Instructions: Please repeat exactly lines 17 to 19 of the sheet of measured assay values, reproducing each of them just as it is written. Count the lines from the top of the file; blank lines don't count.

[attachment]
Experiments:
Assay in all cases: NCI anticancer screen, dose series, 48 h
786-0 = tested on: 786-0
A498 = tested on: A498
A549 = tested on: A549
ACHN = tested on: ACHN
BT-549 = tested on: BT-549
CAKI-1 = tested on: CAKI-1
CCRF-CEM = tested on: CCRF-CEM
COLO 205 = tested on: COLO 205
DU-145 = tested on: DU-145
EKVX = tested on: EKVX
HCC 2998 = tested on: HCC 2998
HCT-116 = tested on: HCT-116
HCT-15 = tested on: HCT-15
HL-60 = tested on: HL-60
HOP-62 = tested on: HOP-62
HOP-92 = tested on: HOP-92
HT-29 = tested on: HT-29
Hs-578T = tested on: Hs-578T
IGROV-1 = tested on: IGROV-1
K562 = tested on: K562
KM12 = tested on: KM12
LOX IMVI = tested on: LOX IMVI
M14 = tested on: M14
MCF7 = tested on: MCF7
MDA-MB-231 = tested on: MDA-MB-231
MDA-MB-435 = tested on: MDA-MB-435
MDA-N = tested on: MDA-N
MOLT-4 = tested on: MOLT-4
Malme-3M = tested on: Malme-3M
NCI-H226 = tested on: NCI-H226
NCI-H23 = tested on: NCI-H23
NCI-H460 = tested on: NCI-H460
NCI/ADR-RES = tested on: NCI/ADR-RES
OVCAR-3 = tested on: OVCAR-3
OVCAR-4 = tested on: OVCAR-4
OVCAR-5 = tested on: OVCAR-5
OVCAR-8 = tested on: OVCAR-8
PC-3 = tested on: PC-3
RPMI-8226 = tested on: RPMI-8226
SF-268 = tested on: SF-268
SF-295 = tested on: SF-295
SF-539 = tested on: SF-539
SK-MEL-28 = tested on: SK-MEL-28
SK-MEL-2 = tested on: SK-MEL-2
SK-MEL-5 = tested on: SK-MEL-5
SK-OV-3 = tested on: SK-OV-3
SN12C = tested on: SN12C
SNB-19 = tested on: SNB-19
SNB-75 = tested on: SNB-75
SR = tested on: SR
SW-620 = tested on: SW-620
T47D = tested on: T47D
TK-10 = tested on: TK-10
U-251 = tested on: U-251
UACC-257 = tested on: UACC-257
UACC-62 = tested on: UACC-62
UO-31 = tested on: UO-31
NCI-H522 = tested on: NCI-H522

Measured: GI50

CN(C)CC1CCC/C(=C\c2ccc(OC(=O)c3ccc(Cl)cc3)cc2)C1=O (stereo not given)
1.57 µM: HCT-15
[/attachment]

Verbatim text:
HOP-62 = tested on: HOP-62
HOP-92 = tested on: HOP-92
HT-29 = tested on: HT-29